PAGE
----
The Southern Poverty Law Center has helped identify more than 1,700 still standing amid growing public anger over what protesters say are monuments honoring the country's racist past. Demonstrators across the U.S. have already torn down some memorials and statues, prompting some leaders to demand permanent removal.
"Why do we want to name or venerate people who fought to enslave other human beings? That's all we're saying," the SPLC's Lecia Brooks told CBS News' Chip Reid.
call to do away with Confederate statues in the Capitol building was met with resistance from Republicans, and a bipartisan Senate proposal to begin the process of renaming 10 military bases that honor Confederate officers got similar pushback from President Trump and his allies.
"The purpose was to erase from history — erase — every person and name and event not righteous enough and to cast those who would object as defenders of the cause of slavery," GOP Senator Josh Hawley said on the Senate floor.
Brooks argues that the removal of these symbols is a powerful message to a country struggling to deal with its racial history.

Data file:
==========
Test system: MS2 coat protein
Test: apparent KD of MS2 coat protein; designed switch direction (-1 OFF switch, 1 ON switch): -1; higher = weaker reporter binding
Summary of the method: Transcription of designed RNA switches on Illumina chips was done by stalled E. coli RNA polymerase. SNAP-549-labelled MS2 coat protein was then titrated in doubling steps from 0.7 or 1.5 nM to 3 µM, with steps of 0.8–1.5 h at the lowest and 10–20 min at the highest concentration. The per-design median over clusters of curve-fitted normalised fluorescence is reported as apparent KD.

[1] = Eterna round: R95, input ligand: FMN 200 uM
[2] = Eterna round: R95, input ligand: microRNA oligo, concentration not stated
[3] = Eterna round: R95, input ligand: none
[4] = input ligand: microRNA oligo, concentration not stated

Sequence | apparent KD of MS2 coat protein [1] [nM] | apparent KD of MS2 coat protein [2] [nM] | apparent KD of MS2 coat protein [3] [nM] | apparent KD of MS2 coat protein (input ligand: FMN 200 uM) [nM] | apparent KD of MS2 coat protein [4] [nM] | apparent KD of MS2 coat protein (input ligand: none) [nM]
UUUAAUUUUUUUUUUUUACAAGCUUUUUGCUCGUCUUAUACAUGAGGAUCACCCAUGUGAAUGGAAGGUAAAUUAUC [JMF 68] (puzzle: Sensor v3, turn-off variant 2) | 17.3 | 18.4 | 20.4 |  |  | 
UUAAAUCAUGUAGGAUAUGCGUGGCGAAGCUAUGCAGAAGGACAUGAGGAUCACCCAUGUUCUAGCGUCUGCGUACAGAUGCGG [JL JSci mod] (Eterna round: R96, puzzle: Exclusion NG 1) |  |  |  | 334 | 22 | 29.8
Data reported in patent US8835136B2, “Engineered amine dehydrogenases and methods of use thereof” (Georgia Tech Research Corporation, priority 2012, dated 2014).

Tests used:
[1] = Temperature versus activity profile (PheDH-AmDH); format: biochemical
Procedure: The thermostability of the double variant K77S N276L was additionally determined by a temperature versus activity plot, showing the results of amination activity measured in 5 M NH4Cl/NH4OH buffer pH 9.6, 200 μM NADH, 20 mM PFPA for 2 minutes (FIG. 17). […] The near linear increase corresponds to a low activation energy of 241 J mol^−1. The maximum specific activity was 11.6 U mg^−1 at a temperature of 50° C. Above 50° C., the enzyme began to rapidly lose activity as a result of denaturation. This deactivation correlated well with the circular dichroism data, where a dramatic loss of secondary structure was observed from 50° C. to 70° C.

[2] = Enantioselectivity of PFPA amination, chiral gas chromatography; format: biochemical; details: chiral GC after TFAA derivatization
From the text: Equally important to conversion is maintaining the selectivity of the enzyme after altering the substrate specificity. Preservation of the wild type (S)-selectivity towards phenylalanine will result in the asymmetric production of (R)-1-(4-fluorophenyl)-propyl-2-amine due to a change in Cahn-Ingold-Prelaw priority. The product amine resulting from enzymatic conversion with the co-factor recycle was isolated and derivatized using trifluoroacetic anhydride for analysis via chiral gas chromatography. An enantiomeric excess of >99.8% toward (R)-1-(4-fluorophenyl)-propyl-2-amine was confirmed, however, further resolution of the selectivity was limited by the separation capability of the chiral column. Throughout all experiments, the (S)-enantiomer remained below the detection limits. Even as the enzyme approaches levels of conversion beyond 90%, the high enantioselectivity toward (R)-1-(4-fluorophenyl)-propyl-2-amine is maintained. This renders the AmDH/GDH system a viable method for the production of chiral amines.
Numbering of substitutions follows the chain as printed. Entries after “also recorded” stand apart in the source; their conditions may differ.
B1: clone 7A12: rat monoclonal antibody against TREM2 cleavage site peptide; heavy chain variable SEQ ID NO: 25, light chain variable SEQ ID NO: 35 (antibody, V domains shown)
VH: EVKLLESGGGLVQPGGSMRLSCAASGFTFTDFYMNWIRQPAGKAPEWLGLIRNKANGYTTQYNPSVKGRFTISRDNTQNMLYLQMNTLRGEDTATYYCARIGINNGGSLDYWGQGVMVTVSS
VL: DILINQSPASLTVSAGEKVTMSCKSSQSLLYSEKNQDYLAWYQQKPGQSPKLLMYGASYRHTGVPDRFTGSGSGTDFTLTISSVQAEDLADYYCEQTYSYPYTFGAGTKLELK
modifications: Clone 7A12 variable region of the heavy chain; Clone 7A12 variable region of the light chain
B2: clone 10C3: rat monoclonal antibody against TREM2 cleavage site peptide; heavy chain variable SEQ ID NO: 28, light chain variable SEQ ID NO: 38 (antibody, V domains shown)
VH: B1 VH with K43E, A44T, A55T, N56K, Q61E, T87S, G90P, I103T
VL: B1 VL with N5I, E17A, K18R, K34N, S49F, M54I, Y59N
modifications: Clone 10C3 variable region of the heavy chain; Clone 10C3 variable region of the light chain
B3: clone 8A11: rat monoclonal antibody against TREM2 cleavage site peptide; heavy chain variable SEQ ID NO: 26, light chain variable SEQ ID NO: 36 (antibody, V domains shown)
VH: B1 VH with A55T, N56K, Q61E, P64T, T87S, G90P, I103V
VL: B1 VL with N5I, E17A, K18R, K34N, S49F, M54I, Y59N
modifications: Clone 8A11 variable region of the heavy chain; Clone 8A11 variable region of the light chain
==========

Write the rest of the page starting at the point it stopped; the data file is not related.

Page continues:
"It's an opportunity for us to move forward and show members of the African American community, we hear you, we understand, we're doing something to be actively anti-racist," she said.
The call for change hit the city of Richmond, Virginia in a big way as protesters brought down a statue of Confederate Presidentand pushed a Christopher Columbus statue into a local lake.
Demonstrators also celebrated Thursday at a graffiti-covered state of General Robert E. Lee, days after a judgedelaying the state's ability to remove it.
"All that down below is hundreds of years in the making and all the emotion and all the energy and all the passion that created that, it'd be a shame to wipe that away," one activist at the statue said.
Another called it "empowering" to see public opinion on these monuments change so drastically.
"Not just for black people, but for white people as well who want change, you know what I mean?" he asked.
University of Richmond professor Julian Hayter advised Virginia to remove the memorials, and said now was the right time to reckon with the country's past.
"We only generally tend to come around to discuss these racial problems in instances where there is trauma involved," Hayter said. "Perhaps we wouldn't be here if we were willing to have these discussions when things were going normally."
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